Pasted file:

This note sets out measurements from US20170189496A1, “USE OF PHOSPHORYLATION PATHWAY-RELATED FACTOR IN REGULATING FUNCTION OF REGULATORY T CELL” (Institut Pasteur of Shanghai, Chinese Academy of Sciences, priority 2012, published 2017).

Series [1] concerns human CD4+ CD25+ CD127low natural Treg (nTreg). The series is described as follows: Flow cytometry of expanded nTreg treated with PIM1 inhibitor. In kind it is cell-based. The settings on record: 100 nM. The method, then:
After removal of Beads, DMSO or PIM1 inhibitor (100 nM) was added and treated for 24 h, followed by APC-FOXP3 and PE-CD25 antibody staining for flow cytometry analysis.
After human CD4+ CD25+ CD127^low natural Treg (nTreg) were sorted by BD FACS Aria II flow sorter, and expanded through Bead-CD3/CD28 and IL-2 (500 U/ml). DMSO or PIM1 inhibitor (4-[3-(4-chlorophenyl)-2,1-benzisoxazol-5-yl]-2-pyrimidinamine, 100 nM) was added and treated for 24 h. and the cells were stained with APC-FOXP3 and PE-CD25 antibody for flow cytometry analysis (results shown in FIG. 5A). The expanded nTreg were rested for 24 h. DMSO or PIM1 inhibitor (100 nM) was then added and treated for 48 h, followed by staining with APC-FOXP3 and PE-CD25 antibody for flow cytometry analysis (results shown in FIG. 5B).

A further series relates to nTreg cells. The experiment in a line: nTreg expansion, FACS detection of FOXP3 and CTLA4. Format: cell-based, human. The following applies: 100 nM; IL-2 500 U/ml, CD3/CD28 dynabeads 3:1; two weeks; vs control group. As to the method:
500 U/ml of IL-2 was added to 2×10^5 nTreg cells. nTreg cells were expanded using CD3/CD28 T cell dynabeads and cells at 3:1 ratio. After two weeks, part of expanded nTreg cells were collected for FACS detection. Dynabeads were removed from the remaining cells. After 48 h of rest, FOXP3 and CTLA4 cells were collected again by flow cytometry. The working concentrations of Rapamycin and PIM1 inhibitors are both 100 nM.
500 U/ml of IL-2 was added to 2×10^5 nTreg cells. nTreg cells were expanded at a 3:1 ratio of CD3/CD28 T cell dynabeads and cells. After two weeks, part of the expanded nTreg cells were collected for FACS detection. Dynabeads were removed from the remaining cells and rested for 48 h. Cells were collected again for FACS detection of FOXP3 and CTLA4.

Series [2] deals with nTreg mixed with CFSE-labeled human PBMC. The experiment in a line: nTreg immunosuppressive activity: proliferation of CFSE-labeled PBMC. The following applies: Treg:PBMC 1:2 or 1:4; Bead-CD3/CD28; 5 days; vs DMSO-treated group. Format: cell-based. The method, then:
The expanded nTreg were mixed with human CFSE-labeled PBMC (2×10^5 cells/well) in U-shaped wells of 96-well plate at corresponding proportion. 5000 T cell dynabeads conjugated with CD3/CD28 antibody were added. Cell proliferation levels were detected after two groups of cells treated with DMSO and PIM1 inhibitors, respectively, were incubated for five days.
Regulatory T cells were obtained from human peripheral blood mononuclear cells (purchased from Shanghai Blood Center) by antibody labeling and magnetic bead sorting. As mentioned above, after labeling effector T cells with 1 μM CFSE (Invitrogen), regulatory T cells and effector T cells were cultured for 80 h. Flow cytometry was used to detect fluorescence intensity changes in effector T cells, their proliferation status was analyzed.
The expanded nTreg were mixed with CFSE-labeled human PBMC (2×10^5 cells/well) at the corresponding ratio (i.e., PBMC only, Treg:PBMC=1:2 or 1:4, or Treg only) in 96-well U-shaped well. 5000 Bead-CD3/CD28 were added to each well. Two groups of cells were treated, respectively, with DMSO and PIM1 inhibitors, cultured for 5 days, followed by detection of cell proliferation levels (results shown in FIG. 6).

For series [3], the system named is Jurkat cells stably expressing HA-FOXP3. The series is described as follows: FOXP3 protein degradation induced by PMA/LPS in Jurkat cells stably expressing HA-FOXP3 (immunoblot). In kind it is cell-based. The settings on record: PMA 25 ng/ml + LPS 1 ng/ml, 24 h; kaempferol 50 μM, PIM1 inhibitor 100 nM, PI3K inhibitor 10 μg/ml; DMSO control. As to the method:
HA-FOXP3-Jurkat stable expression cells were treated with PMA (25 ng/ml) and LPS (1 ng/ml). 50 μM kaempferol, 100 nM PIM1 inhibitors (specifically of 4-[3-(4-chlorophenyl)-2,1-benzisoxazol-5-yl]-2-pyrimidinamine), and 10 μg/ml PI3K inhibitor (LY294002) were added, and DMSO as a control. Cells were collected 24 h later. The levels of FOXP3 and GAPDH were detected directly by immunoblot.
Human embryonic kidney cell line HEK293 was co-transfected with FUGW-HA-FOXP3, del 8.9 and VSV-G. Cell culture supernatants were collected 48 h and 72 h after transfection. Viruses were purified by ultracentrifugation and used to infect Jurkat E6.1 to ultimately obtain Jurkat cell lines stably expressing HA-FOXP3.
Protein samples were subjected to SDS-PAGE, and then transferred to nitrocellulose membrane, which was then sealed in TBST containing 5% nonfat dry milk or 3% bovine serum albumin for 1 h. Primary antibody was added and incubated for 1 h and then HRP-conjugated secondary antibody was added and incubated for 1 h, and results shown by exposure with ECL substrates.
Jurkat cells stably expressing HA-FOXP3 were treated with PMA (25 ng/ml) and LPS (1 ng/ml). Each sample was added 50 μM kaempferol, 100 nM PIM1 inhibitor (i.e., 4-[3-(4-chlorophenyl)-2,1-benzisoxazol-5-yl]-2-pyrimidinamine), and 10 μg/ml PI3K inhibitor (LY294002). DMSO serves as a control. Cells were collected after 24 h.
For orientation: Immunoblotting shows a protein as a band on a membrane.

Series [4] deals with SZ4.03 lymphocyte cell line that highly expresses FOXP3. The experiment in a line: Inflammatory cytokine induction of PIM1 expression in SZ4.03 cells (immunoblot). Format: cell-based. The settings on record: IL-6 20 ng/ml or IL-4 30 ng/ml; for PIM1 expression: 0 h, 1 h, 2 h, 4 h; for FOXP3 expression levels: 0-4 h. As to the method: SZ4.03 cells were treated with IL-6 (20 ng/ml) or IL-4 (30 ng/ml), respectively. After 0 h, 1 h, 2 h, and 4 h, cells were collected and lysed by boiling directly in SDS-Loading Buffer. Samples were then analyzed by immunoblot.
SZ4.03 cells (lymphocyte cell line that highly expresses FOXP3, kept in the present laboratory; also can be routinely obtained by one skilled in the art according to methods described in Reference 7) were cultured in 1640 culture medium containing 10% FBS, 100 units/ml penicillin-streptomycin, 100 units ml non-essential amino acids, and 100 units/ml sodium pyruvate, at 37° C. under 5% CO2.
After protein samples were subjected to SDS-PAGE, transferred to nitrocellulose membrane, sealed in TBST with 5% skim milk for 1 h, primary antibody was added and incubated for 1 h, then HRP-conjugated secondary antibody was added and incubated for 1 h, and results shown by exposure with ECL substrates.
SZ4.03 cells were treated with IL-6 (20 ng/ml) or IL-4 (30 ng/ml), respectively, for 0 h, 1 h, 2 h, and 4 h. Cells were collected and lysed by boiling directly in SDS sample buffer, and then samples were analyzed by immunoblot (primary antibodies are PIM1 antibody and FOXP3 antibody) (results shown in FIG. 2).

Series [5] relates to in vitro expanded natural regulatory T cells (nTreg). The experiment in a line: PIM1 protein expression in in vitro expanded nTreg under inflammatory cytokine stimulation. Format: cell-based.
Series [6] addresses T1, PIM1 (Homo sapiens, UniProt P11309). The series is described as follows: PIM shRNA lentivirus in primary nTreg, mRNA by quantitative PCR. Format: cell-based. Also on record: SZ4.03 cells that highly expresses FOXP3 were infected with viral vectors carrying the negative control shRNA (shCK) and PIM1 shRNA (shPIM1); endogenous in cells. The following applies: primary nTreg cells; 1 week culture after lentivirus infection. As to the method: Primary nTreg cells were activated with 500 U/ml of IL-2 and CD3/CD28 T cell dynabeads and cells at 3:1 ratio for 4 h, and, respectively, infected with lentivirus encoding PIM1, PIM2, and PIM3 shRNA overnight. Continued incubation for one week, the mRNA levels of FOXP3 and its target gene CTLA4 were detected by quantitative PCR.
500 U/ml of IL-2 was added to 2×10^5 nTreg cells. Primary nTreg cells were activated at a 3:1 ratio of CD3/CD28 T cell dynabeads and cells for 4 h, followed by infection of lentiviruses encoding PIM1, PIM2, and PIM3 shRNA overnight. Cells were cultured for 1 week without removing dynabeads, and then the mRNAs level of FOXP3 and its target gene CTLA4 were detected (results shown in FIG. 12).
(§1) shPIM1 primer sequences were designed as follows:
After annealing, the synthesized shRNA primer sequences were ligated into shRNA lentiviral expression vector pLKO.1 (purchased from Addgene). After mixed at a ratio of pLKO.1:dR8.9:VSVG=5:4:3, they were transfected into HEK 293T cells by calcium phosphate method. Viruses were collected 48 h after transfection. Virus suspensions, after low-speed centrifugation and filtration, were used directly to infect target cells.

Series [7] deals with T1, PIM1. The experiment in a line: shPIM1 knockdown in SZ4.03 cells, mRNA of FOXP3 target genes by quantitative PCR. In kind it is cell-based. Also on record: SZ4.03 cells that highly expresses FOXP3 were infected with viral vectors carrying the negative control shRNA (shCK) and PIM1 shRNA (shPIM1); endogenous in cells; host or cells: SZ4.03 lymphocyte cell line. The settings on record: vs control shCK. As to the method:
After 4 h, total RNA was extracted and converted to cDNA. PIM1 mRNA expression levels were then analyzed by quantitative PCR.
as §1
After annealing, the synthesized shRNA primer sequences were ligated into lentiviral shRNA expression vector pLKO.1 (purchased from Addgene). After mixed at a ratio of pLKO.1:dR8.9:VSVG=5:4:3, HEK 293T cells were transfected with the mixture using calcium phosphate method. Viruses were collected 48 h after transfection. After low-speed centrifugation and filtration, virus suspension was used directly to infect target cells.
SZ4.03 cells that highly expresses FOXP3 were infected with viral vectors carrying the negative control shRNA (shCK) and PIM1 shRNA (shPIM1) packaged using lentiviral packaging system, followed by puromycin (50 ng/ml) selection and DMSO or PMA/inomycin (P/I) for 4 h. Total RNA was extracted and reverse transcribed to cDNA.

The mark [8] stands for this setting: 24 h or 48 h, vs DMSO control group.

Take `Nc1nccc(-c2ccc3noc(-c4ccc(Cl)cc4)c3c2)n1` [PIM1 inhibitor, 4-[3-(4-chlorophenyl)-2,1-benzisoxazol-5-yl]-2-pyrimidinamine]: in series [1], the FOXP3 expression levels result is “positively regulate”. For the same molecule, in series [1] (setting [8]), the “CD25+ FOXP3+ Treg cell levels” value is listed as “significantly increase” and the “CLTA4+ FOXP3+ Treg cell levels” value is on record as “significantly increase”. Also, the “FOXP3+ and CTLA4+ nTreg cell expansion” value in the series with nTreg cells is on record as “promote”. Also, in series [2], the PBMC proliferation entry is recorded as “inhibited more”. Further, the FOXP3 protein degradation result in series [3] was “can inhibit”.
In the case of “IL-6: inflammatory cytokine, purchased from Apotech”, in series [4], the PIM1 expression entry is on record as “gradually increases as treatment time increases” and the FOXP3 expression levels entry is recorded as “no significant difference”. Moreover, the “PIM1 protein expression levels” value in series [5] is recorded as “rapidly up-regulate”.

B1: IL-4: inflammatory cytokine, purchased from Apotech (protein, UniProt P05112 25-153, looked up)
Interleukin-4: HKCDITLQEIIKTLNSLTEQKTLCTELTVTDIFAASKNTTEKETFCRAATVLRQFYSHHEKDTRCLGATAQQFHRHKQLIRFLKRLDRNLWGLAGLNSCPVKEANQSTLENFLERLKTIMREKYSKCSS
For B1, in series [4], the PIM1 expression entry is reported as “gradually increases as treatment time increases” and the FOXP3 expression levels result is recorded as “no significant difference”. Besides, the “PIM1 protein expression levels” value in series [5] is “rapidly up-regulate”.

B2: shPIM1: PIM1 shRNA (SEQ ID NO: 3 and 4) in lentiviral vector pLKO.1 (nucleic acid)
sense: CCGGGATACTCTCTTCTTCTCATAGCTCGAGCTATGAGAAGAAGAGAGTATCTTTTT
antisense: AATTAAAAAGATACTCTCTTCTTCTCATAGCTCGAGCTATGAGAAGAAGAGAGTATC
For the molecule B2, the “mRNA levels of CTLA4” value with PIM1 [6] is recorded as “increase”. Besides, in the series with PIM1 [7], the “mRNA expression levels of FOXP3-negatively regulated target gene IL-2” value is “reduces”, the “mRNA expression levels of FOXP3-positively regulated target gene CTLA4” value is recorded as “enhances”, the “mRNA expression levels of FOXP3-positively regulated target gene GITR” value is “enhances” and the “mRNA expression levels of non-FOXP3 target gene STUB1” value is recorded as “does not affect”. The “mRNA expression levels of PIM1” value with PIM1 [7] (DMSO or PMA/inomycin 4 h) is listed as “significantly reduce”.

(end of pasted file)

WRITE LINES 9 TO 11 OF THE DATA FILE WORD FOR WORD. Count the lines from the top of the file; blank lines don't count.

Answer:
The expanded nTreg were mixed with human CFSE-labeled PBMC (2×10^5 cells/well) in U-shaped wells of 96-well plate at corresponding proportion. 5000 T cell dynabeads conjugated with CD3/CD28 antibody were added. Cell proliferation levels were detected after two groups of cells treated with DMSO and PIM1 inhibitors, respectively, were incubated for five days.
Regulatory T cells were obtained from human peripheral blood mononuclear cells (purchased from Shanghai Blood Center) by antibody labeling and magnetic bead sorting. As mentioned above, after labeling effector T cells with 1 μM CFSE (Invitrogen), regulatory T cells and effector T cells were cultured for 80 h. Flow cytometry was used to detect fluorescence intensity changes in effector T cells, their proliferation status was analyzed.
The expanded nTreg were mixed with CFSE-labeled human PBMC (2×10^5 cells/well) at the corresponding ratio (i.e., PBMC only, Treg:PBMC=1:2 or 1:4, or Treg only) in 96-well U-shaped well. 5000 Bead-CD3/CD28 were added to each well. Two groups of cells were treated, respectively, with DMSO and PIM1 inhibitors, cultured for 5 days, followed by detection of cell proliferation levels (results shown in FIG. 6).